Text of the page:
Then arises the question of whether Sam and her pups will be allowed to stay in their chosen location or will be relocated. “If it’s not opposing an immediate annoyance or interference with college life, I’m sure we can learn to live with them…once it’s not in the Provost’s fireplace or under the Campanile of course”. When asked about the naming process for the new campus residences, Ennis insisted on keeping his ideas under wraps for now, but ensured there are “big things coming for the naming of the pups”.

Not only has her presence around Trinity provided a source of entertainment for the college community during these unusual times, but she has also morphed into somewhat of a symbol of the prospect of the campus as a viable and vibrant space for wildlife. Ennis explains: “Sam is a very obvious and very charismatic creature and a great mascot for the wildlife… I’m looking forward to seeing what we do as a community and as a college for city centre wildlife over the next couple of years”. 

Since the wildflower meadows were planted on College Green over the summer, there has been a cascading effect of alterations in the diversity of species found on campus. The insects that have taken habitancy among the wildflowers have drawn in bats that are now situated around the Pav, and birds of prey such as sparrowhawks and kestrels have frequented the areas around campus also. It’s exciting to consider the possibility of Trinity acting as an oasis for wildlife as well as an outlet for the learning of students from Dublin and beyond. 

“Sam’s pregnancy raises questions regarding the future of urban species, like foxes, as they reproduce and integrate further into our society.”

The attention Sam has received through the media is providing an example to the general public and other colleges of how accessible conservation and restoration efforts can be, even in the most urbanised of locations. Ennis details how we can set an example on our city-centre campus. “It’s a great leading light for other campuses in the world and in the country that have access to more green spaces, further outside of urban areas….if we can do it, anyone can.”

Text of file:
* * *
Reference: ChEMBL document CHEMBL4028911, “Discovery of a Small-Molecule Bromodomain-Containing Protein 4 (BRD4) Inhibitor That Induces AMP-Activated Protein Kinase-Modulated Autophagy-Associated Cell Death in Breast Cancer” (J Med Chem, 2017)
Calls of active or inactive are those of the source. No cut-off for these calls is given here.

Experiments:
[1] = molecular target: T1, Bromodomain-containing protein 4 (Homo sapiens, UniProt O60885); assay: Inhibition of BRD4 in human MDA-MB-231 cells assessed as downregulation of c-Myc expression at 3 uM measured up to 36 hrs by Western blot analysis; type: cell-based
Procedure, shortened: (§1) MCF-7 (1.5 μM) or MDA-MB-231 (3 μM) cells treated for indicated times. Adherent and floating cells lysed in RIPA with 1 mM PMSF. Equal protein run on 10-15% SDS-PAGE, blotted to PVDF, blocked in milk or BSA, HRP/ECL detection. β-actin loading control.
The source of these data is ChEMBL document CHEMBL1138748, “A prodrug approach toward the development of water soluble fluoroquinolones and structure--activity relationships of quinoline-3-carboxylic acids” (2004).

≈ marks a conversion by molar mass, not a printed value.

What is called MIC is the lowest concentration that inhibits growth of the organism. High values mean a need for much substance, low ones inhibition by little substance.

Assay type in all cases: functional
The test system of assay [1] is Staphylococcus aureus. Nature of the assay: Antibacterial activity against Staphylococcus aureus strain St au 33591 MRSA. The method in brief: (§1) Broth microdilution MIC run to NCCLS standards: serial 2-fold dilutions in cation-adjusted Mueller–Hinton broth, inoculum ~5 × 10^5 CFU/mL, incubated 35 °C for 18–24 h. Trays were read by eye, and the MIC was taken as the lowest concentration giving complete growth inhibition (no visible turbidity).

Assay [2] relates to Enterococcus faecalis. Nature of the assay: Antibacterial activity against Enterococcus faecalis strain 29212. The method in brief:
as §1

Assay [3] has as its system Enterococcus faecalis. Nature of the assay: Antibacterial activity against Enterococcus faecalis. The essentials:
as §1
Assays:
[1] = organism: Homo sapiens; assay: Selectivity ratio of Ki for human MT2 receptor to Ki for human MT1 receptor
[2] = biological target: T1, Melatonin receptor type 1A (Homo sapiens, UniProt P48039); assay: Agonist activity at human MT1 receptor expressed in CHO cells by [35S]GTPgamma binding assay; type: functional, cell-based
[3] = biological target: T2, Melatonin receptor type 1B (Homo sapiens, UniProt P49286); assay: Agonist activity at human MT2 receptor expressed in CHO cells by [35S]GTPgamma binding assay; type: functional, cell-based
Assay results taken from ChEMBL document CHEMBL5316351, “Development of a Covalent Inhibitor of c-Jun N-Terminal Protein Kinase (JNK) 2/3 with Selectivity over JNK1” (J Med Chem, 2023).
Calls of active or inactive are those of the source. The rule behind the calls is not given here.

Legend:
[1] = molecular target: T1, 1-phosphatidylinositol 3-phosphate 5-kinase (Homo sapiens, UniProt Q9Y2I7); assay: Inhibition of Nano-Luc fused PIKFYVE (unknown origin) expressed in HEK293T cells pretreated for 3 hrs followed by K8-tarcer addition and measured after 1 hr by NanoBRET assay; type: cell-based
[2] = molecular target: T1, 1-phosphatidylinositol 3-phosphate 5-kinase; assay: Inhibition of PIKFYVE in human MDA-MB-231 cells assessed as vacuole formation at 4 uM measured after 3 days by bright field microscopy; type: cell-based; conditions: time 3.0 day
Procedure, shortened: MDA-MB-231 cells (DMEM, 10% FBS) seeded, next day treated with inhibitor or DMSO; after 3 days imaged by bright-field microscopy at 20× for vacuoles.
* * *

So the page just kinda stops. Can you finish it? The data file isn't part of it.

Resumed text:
Sam’s pregnancy raises questions regarding the future of urban species, like foxes, as they reproduce and integrate further into our society. As urban species continue to breed and evolve to be increasingly different from their rural cousins, what does this mean for the species as a whole? Prof. Nicola Marples of the Department of Zoology explains: “As animals become more adapted to urban spaces, with the light, sound, food and predator differences from the rural habitats they evolved in, I would expect the urban populations to evolve to be ever more different from their rural conspecifics, even to the point they may stop interbreeding with them”.

In the event of overcrowding where populations of urban foxes increase so that there is large territory overlap, the prospect of moving them to rural areas really isn’t feasible. “An urban fox who is diurnal, eats from bins and isn’t afraid of humans, isn’t going to be much cop in a field full of uncatchable rabbits and birds which fly away…instead I think we should consider them as part of the urban environment, and judge their management, where they need management, entirely separately from reference to their wild cousins,” Marples adds.

Sam’s success story highlights the benefits of fostering relationships between urban animals and city life. Marples ends with: “We should be glad to have something other than humans sharing the space, and make room for them as best we can.”

Niamh Tiernan

Niamh Tiernan is the deputy SciTech Editor, and a Senior Sophister student of Zoology.